• D.

      None of the above

    Correct Answer
    A. The right and most beneficial choice
    Explanation
    In resolving a conflict between two doctors with different ideas, it is important to choose the right and most beneficial choice. This means considering both the correctness and the potential benefits of each idea before making a decision. By selecting the option that is both correct and advantageous, the conflict can be effectively resolved, ensuring the best outcome for all parties involved.

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  • 27. 

    "One of the weaknesses of the Deontological theory is it's ability to resolving conflicts among moral persons who disagree"

    • A.

      True

    • B.

      False

    Correct Answer
    B. False
    Explanation
    The statement suggests that one of the weaknesses of the Deontological theory is its inability to resolve conflicts among moral persons who disagree. However, this statement is false. Deontological ethics, also known as duty-based ethics, focuses on the inherent moral obligations and principles that guide our actions. It emphasizes following moral rules and duties regardless of the consequences. While conflicts may arise, Deontological theory provides a framework for resolving them by prioritizing moral duties and principles over personal preferences or opinions. Therefore, the given statement is incorrect.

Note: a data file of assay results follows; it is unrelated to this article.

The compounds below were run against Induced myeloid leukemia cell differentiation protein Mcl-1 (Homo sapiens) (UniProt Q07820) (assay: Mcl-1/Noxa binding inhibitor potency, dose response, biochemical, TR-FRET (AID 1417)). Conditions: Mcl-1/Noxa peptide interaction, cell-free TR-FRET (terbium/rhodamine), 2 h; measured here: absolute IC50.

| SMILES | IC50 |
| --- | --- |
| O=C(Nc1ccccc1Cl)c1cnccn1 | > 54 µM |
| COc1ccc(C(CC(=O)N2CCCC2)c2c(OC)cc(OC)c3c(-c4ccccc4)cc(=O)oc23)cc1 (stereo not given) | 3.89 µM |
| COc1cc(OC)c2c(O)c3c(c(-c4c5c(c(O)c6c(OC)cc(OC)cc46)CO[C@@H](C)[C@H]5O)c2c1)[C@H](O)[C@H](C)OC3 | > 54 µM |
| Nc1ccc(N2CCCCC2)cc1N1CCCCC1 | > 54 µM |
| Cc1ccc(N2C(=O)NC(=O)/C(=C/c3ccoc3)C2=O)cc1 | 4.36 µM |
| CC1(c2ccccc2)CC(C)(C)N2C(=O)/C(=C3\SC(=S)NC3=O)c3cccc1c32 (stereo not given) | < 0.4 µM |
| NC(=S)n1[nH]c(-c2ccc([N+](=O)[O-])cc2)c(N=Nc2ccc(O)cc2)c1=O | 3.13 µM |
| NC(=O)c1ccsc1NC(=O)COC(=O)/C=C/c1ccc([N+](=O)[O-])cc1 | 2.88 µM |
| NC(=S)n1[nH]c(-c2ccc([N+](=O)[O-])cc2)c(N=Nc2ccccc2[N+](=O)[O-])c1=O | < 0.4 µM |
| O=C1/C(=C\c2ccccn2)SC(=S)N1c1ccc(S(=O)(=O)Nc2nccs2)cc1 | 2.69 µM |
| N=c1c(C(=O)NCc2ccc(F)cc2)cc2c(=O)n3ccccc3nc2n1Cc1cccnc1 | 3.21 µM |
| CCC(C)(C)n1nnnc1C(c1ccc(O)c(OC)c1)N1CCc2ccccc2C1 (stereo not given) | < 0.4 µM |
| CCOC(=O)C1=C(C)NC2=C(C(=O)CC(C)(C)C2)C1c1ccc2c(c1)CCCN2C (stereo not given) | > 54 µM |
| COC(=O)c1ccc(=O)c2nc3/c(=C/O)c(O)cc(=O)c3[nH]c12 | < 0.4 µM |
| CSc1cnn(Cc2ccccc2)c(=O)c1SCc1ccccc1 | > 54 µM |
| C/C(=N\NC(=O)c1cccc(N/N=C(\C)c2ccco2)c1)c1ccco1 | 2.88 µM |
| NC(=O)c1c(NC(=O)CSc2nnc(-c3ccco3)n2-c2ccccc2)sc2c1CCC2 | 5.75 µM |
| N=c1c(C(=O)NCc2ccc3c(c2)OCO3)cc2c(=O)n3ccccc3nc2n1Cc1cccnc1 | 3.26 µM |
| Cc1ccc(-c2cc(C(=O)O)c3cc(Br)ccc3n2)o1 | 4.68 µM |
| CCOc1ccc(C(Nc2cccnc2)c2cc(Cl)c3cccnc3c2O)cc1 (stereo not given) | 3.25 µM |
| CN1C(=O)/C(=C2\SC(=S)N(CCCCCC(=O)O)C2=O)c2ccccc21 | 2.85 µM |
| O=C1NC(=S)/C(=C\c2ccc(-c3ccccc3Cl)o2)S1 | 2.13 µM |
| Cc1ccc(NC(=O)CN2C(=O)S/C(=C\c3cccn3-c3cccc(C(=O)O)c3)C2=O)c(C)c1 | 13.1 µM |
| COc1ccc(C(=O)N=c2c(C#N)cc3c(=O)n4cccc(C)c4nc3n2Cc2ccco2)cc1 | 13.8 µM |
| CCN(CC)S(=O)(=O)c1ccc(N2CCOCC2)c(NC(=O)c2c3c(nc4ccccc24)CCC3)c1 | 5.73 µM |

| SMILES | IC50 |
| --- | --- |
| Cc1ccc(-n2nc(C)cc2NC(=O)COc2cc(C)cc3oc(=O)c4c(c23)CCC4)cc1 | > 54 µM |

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  • 28. 

    Sometimes, there are good reasons for overriding the truth-telling principle. Such as:

    • A.

      All patients with cancer or AIDS.

    • B.

      If the patients are from China.

    • C.

      Patients who do not want the truth if the news is bad.

    • D.

      All of the above